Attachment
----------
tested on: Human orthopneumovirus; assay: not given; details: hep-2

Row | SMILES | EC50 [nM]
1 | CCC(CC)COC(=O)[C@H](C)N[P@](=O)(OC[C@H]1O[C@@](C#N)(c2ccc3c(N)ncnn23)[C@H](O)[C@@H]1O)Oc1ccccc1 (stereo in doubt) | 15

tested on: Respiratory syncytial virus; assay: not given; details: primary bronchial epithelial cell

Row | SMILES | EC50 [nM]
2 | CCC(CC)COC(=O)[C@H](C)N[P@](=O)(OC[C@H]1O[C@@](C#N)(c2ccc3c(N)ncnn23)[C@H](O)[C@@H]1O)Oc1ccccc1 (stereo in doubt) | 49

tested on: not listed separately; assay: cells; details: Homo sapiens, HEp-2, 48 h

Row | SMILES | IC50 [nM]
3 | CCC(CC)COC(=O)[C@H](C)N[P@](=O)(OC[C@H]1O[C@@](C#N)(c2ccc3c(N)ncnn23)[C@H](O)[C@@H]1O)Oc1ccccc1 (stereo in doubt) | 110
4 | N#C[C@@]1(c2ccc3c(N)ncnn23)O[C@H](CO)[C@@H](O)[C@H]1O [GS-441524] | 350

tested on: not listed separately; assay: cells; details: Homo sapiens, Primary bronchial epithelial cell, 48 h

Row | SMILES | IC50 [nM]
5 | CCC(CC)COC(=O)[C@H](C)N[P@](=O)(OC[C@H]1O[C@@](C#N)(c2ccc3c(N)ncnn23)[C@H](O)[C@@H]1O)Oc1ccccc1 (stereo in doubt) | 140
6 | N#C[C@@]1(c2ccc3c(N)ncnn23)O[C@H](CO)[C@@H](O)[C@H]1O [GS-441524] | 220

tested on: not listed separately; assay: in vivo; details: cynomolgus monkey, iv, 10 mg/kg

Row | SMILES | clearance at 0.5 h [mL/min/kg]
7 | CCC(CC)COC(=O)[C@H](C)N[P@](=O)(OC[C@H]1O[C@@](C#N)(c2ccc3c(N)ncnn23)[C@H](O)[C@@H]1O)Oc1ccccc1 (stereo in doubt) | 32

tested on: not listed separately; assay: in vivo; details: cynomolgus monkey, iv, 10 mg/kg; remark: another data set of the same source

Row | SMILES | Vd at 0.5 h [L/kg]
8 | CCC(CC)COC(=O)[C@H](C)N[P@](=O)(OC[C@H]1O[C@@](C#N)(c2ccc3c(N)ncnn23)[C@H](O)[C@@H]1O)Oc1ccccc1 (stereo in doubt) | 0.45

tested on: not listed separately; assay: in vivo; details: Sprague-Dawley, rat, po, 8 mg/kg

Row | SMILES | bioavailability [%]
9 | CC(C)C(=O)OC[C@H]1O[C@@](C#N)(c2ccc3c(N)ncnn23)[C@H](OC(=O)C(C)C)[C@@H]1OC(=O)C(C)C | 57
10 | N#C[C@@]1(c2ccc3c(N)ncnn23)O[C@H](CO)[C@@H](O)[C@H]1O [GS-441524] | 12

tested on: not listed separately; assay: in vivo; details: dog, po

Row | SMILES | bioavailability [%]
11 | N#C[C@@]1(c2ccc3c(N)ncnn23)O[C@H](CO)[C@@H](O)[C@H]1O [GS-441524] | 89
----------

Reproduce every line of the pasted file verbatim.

tested on: Human orthopneumovirus; assay: not given; details: hep-2

Row | SMILES | EC50 [nM]
1 | CCC(CC)COC(=O)[C@H](C)N[P@](=O)(OC[C@H]1O[C@@](C#N)(c2ccc3c(N)ncnn23)[C@H](O)[C@@H]1O)Oc1ccccc1 (stereo in doubt) | 15

tested on: Respiratory syncytial virus; assay: not given; details: primary bronchial epithelial cell

Row | SMILES | EC50 [nM]
2 | CCC(CC)COC(=O)[C@H](C)N[P@](=O)(OC[C@H]1O[C@@](C#N)(c2ccc3c(N)ncnn23)[C@H](O)[C@@H]1O)Oc1ccccc1 (stereo in doubt) | 49

tested on: not listed separately; assay: cells; details: Homo sapiens, HEp-2, 48 h

Row | SMILES | IC50 [nM]
3 | CCC(CC)COC(=O)[C@H](C)N[P@](=O)(OC[C@H]1O[C@@](C#N)(c2ccc3c(N)ncnn23)[C@H](O)[C@@H]1O)Oc1ccccc1 (stereo in doubt) | 110
4 | N#C[C@@]1(c2ccc3c(N)ncnn23)O[C@H](CO)[C@@H](O)[C@H]1O [GS-441524] | 350

tested on: not listed separately; assay: cells; details: Homo sapiens, Primary bronchial epithelial cell, 48 h

Row | SMILES | IC50 [nM]
5 | CCC(CC)COC(=O)[C@H](C)N[P@](=O)(OC[C@H]1O[C@@](C#N)(c2ccc3c(N)ncnn23)[C@H](O)[C@@H]1O)Oc1ccccc1 (stereo in doubt) | 140
6 | N#C[C@@]1(c2ccc3c(N)ncnn23)O[C@H](CO)[C@@H](O)[C@H]1O [GS-441524] | 220

tested on: not listed separately; assay: in vivo; details: cynomolgus monkey, iv, 10 mg/kg

Row | SMILES | clearance at 0.5 h [mL/min/kg]
7 | CCC(CC)COC(=O)[C@H](C)N[P@](=O)(OC[C@H]1O[C@@](C#N)(c2ccc3c(N)ncnn23)[C@H](O)[C@@H]1O)Oc1ccccc1 (stereo in doubt) | 32

tested on: not listed separately; assay: in vivo; details: cynomolgus monkey, iv, 10 mg/kg; remark: another data set of the same source

Row | SMILES | Vd at 0.5 h [L/kg]
8 | CCC(CC)COC(=O)[C@H](C)N[P@](=O)(OC[C@H]1O[C@@](C#N)(c2ccc3c(N)ncnn23)[C@H](O)[C@@H]1O)Oc1ccccc1 (stereo in doubt) | 0.45

tested on: not listed separately; assay: in vivo; details: Sprague-Dawley, rat, po, 8 mg/kg

Row | SMILES | bioavailability [%]
9 | CC(C)C(=O)OC[C@H]1O[C@@](C#N)(c2ccc3c(N)ncnn23)[C@H](OC(=O)C(C)C)[C@@H]1OC(=O)C(C)C | 57
10 | N#C[C@@]1(c2ccc3c(N)ncnn23)O[C@H](CO)[C@@H](O)[C@H]1O [GS-441524] | 12

tested on: not listed separately; assay: in vivo; details: dog, po

Row | SMILES | bioavailability [%]
11 | N#C[C@@]1(c2ccc3c(N)ncnn23)O[C@H](CO)[C@@H](O)[C@H]1O [GS-441524] | 89